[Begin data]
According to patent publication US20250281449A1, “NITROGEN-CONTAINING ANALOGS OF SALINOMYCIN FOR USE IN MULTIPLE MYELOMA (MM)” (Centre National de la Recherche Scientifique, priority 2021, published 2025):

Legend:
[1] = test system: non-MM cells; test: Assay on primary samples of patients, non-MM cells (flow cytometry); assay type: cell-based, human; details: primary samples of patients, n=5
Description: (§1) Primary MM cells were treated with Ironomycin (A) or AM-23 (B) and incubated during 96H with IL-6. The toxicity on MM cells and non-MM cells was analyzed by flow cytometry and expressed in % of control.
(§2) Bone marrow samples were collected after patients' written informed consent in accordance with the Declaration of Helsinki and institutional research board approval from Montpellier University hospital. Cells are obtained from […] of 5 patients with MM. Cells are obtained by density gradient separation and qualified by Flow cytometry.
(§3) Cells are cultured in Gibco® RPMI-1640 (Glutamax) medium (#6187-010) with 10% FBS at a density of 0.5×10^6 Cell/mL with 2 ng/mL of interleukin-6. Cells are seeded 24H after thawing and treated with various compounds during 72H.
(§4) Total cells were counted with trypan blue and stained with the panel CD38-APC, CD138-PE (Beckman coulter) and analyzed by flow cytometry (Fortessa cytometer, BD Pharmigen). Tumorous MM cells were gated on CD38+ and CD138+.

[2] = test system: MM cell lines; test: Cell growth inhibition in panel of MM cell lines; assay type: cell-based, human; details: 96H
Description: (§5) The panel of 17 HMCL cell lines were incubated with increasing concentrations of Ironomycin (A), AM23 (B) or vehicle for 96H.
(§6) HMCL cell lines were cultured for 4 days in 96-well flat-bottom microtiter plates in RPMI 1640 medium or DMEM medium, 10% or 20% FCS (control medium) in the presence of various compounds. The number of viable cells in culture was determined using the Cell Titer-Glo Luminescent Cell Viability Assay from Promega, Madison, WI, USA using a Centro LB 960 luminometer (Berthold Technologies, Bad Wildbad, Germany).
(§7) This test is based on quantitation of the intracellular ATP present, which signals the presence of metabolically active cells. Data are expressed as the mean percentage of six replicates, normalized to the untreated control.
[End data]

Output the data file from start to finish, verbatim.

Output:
According to patent publication US20250281449A1, “NITROGEN-CONTAINING ANALOGS OF SALINOMYCIN FOR USE IN MULTIPLE MYELOMA (MM)” (Centre National de la Recherche Scientifique, priority 2021, published 2025):

Legend:
[1] = test system: non-MM cells; test: Assay on primary samples of patients, non-MM cells (flow cytometry); assay type: cell-based, human; details: primary samples of patients, n=5
Description: (§1) Primary MM cells were treated with Ironomycin (A) or AM-23 (B) and incubated during 96H with IL-6. The toxicity on MM cells and non-MM cells was analyzed by flow cytometry and expressed in % of control.
(§2) Bone marrow samples were collected after patients' written informed consent in accordance with the Declaration of Helsinki and institutional research board approval from Montpellier University hospital. Cells are obtained from […] of 5 patients with MM. Cells are obtained by density gradient separation and qualified by Flow cytometry.
(§3) Cells are cultured in Gibco® RPMI-1640 (Glutamax) medium (#6187-010) with 10% FBS at a density of 0.5×10^6 Cell/mL with 2 ng/mL of interleukin-6. Cells are seeded 24H after thawing and treated with various compounds during 72H.
(§4) Total cells were counted with trypan blue and stained with the panel CD38-APC, CD138-PE (Beckman coulter) and analyzed by flow cytometry (Fortessa cytometer, BD Pharmigen). Tumorous MM cells were gated on CD38+ and CD138+.

[2] = test system: MM cell lines; test: Cell growth inhibition in panel of MM cell lines; assay type: cell-based, human; details: 96H
Description: (§5) The panel of 17 HMCL cell lines were incubated with increasing concentrations of Ironomycin (A), AM23 (B) or vehicle for 96H.
(§6) HMCL cell lines were cultured for 4 days in 96-well flat-bottom microtiter plates in RPMI 1640 medium or DMEM medium, 10% or 20% FCS (control medium) in the presence of various compounds. The number of viable cells in culture was determined using the Cell Titer-Glo Luminescent Cell Viability Assay from Promega, Madison, WI, USA using a Centro LB 960 luminometer (Berthold Technologies, Bad Wildbad, Germany).
(§7) This test is based on quantitation of the intracellular ATP present, which signals the presence of metabolically active cells. Data are expressed as the mean percentage of six replicates, normalized to the untreated control.